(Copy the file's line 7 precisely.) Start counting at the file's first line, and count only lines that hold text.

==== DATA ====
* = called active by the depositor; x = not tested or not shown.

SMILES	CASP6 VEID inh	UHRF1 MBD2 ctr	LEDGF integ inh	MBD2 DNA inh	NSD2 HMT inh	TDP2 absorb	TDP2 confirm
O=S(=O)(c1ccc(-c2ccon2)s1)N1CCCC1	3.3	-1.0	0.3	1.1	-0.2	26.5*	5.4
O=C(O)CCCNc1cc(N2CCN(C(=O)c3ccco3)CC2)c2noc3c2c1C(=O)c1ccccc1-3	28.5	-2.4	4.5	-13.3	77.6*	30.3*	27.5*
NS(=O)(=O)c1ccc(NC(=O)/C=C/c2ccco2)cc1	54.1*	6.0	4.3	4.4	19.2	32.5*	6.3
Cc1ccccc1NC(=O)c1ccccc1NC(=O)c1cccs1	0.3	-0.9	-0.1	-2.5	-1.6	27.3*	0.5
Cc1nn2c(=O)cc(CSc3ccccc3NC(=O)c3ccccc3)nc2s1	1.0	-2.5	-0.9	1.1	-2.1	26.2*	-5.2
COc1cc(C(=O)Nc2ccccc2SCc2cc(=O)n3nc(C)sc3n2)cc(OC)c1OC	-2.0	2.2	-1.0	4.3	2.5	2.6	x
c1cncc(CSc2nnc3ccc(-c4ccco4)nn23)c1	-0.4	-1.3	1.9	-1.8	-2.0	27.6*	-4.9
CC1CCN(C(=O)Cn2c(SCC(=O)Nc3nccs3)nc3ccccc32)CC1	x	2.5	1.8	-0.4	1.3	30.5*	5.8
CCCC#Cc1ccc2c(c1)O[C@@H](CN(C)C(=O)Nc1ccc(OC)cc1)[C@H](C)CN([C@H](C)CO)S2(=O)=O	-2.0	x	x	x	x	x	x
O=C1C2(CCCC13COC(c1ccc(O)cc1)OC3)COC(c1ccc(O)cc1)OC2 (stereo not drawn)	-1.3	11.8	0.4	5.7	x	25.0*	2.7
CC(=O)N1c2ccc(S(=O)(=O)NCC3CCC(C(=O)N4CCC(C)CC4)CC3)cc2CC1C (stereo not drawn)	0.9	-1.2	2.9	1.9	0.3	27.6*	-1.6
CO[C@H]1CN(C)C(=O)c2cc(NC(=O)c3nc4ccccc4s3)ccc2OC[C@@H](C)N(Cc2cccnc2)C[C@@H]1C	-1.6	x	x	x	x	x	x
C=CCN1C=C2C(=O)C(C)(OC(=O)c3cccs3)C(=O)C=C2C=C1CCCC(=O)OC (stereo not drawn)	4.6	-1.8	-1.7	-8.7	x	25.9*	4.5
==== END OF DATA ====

Cc1nn2c(=O)cc(CSc3ccccc3NC(=O)c3ccccc3)nc2s1	1.0	-2.5	-0.9	1.1	-2.1	26.2*	-5.2